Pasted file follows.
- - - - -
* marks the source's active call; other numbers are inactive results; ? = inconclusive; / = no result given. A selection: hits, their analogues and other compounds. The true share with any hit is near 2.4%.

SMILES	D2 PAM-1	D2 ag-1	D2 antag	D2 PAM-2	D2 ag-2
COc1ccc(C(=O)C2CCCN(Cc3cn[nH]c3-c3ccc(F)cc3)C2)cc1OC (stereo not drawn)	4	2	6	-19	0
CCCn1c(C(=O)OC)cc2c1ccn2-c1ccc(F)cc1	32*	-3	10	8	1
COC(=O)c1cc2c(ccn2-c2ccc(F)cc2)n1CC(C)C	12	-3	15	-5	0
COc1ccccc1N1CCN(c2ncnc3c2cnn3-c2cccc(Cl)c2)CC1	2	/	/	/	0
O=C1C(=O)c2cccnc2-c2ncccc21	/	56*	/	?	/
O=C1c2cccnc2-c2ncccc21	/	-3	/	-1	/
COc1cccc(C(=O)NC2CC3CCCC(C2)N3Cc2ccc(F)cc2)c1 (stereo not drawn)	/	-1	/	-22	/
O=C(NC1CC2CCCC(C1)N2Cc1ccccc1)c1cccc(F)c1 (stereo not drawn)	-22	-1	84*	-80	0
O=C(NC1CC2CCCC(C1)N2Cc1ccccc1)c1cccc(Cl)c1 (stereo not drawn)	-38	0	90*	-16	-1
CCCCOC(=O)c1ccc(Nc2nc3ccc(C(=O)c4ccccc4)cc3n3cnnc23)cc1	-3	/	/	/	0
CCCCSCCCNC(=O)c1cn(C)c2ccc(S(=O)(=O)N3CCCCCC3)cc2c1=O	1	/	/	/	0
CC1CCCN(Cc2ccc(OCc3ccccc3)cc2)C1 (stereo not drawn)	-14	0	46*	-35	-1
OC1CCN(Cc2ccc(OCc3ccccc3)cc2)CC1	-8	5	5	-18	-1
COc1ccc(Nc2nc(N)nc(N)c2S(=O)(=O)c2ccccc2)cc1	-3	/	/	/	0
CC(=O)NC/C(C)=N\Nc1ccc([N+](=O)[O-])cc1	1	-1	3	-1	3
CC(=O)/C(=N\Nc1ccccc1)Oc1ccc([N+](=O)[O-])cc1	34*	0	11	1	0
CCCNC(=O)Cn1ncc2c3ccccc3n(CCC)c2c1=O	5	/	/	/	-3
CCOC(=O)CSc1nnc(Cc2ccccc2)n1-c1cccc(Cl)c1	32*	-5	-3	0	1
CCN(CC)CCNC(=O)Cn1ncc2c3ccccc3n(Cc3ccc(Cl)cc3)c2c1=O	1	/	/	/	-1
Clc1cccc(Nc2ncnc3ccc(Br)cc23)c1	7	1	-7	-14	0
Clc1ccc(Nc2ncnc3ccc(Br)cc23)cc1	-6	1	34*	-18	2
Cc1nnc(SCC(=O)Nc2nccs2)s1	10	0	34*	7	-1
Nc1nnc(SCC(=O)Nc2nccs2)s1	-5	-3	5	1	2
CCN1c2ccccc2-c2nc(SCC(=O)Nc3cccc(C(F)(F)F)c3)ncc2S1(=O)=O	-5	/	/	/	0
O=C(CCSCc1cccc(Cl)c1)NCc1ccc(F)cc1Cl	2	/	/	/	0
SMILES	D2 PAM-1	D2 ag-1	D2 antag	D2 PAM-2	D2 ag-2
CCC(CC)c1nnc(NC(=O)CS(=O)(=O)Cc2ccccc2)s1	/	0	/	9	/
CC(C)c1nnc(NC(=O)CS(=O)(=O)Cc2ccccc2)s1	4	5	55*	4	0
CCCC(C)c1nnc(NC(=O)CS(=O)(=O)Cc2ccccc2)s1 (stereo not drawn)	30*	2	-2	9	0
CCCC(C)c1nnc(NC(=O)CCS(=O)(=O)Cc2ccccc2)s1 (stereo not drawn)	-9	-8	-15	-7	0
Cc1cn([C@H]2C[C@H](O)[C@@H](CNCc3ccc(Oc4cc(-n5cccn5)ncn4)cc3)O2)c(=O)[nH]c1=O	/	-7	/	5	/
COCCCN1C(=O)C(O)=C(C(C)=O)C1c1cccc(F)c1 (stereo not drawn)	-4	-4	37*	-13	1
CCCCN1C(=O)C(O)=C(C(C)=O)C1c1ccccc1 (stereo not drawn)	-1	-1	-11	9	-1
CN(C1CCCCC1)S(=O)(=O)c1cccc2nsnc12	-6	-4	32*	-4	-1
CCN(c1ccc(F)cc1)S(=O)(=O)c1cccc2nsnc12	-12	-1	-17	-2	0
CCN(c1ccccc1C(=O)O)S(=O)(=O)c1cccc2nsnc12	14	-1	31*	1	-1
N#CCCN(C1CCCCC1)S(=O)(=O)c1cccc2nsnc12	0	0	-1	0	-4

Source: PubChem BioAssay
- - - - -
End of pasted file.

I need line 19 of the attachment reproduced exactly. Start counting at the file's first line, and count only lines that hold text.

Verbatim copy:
CCCNC(=O)Cn1ncc2c3ccccc3n(CCC)c2c1=O	5	/	/	/	-3